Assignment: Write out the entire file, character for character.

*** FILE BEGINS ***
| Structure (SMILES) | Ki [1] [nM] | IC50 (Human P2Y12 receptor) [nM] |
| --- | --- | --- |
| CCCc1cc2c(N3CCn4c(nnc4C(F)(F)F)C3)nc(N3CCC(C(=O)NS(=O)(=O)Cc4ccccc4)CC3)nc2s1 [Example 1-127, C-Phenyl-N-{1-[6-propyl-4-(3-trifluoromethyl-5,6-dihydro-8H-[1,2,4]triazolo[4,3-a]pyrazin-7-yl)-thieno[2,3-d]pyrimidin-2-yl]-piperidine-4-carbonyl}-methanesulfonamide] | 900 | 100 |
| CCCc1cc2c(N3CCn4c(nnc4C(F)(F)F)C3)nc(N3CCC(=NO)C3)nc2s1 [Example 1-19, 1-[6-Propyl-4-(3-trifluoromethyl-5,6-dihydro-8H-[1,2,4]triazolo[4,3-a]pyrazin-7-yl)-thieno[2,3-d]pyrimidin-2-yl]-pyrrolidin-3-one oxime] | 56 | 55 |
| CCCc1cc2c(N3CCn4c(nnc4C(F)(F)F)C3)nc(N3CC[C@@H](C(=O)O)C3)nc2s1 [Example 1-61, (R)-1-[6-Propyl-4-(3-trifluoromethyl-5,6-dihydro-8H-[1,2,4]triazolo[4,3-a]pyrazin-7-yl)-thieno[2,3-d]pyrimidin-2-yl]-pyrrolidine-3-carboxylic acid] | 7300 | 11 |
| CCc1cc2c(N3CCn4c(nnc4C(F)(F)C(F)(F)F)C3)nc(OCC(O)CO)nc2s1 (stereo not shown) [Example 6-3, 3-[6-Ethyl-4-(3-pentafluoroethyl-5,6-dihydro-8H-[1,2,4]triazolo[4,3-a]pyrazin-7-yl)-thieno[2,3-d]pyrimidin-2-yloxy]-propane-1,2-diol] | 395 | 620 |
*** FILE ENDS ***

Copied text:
| Structure (SMILES) | Ki [1] [nM] | IC50 (Human P2Y12 receptor) [nM] |
| --- | --- | --- |
| CCCc1cc2c(N3CCn4c(nnc4C(F)(F)F)C3)nc(N3CCC(C(=O)NS(=O)(=O)Cc4ccccc4)CC3)nc2s1 [Example 1-127, C-Phenyl-N-{1-[6-propyl-4-(3-trifluoromethyl-5,6-dihydro-8H-[1,2,4]triazolo[4,3-a]pyrazin-7-yl)-thieno[2,3-d]pyrimidin-2-yl]-piperidine-4-carbonyl}-methanesulfonamide] | 900 | 100 |
| CCCc1cc2c(N3CCn4c(nnc4C(F)(F)F)C3)nc(N3CCC(=NO)C3)nc2s1 [Example 1-19, 1-[6-Propyl-4-(3-trifluoromethyl-5,6-dihydro-8H-[1,2,4]triazolo[4,3-a]pyrazin-7-yl)-thieno[2,3-d]pyrimidin-2-yl]-pyrrolidin-3-one oxime] | 56 | 55 |
| CCCc1cc2c(N3CCn4c(nnc4C(F)(F)F)C3)nc(N3CC[C@@H](C(=O)O)C3)nc2s1 [Example 1-61, (R)-1-[6-Propyl-4-(3-trifluoromethyl-5,6-dihydro-8H-[1,2,4]triazolo[4,3-a]pyrazin-7-yl)-thieno[2,3-d]pyrimidin-2-yl]-pyrrolidine-3-carboxylic acid] | 7300 | 11 |
| CCc1cc2c(N3CCn4c(nnc4C(F)(F)C(F)(F)F)C3)nc(OCC(O)CO)nc2s1 (stereo not shown) [Example 6-3, 3-[6-Ethyl-4-(3-pentafluoroethyl-5,6-dihydro-8H-[1,2,4]triazolo[4,3-a]pyrazin-7-yl)-thieno[2,3-d]pyrimidin-2-yloxy]-propane-1,2-diol] | 395 | 620 |